Hammarskjold High School

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Aboriginal Education

Our community’s largest growing population is the Aboriginal Community. According to the report “Ontario’s New Approach to Aboriginal Affairs” (2005), Aboriginal youth is the fastest-growing segment of the Canadian population. In Ontario, more than 50 per cent of the Aboriginal population (on- and off reserve) is under the age of 27. With this realization, Aboriginal and Ontario leaders are committing resources to improve education outcomes for Aboriginal children and youth. Factors that can contribute to Aboriginal student success are teaching strategies tailored to Aboriginal learner needs, curriculum with an Aboriginal perspective, sound counselling and support services, a school environment that will make everyone feel welcome, parental engagement and an understanding of Aboriginal cultures, histories and perspectives which will allow sensitivity to specific Aboriginal education needs.

Lakehead Public Schools is committed to improving and supporting Aboriginal student success by focusing on three priorities:

  1. Quality Instruction and Assessment
  2. School Climate
  3. Parental Engagement

The handbook entitled “Aboriginal Presence in Our Schools: A Guide for Staff” hopes to contribute to achieving these priorities by providing background information to staff and administrators on Aboriginal heritage and traditions, cultural teachings, celebrations, treaties, terminology, best practices and community linkages to Aboriginal community agencies. This knowledge will create an Aboriginal cultural awareness in Lakehead Public Schools that will assist in delivering quality education, build a supportive school climate, meet the specific education needs for Aboriginal students and nurture relationships between Lakehead Public Schools’ staff/administrators and Aboriginal parents/guardians and families.

Initiatives are ongoing to develop innovative models and strategies to support Aboriginal student achievement by meeting the needs of First Nation, Métis and Inuit students living in Thunder Bay, along with their Aboriginal families and communities.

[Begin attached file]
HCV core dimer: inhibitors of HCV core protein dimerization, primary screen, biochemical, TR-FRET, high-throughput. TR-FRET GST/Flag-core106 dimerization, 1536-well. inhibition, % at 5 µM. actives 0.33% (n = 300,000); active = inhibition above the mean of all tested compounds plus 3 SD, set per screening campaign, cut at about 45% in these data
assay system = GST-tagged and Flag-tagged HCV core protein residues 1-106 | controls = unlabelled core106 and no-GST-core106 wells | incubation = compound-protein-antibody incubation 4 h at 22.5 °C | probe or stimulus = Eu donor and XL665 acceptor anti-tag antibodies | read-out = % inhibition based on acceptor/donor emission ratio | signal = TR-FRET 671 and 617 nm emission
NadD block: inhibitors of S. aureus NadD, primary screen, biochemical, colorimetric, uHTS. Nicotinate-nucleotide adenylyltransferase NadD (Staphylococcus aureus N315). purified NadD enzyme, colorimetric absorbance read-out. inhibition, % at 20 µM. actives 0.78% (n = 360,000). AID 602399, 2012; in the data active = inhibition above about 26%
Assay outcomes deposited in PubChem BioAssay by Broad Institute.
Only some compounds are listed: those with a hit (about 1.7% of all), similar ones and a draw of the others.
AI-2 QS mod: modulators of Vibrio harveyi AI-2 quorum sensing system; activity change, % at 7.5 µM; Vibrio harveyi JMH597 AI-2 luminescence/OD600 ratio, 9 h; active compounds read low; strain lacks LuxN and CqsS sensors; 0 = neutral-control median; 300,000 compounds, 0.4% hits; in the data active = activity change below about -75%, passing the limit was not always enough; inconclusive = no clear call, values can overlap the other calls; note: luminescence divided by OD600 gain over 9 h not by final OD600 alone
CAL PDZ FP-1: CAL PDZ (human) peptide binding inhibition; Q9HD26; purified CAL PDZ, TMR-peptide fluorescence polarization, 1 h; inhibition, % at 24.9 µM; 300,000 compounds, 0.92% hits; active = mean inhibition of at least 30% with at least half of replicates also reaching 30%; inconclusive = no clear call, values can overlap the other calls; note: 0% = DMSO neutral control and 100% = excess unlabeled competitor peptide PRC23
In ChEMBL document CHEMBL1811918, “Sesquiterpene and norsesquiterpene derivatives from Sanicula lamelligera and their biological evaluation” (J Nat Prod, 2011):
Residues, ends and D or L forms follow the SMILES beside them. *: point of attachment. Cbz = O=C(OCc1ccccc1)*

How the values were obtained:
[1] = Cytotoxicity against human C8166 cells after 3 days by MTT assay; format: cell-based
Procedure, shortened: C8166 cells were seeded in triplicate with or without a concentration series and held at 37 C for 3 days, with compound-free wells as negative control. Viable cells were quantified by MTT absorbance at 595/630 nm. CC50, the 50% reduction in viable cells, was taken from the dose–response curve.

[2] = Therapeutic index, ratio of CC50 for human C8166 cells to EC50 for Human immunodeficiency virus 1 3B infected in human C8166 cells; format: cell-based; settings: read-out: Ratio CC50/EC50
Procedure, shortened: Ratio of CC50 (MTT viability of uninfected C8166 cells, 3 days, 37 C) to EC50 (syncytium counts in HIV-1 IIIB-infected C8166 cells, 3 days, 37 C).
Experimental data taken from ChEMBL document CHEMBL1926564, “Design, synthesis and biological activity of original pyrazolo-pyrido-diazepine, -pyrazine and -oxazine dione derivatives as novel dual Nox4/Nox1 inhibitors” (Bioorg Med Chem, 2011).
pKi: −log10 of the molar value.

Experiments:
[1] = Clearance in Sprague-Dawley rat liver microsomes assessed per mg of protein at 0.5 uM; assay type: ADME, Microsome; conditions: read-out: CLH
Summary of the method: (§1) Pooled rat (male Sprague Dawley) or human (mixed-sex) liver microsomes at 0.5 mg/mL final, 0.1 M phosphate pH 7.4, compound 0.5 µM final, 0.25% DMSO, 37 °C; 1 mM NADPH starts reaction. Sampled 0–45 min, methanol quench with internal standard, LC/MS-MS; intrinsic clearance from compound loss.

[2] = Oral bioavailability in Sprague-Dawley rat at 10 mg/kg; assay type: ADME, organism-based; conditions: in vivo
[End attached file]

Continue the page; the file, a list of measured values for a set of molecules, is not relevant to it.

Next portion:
Courses offered in the Native Studies and Native Languages curriculum are open to all students.

These courses have the flexibility to be used in a variety of ways to meet diploma requirements. More information is available from your Student Services counsellors.

Native Studies

Native studies provides students in Ontario schools with a broad range of knowledge related to Aboriginal peoples to help them better understand Aboriginal issues of public interest discussed at the local, regional, and national levels. Students will develop the skills necessary to discuss issues and participate in public affairs. Through their involvement in Native studies, they will increase their awareness and understanding of the histories, cultures, world views, and contributions of Aboriginal peoples in Canada. The program will also provide students with opportunities to enhance the problem-solving and critical-thinking skills that they will require in post-secondary education, the world of work, and their roles as active citizens.

Native Languages

The Native languages program is not intended to make students fully bilingual; rather, the program offers students the opportunity to develop a functional command of a Native language, which can be expanded through further study or through contact with other speakers of the language. All courses in the Native languages program cover oral communication, reading, and writing; vocabulary, language conventions, and grammar; and use of information technology. Students also become familiar with the writing and sound systems of the language under study, and develop an appreciation of Native language and culture. All courses in the Native languages program provide an opportunity for students to enhance their sense of cultural identity and self-worth.

See more general info


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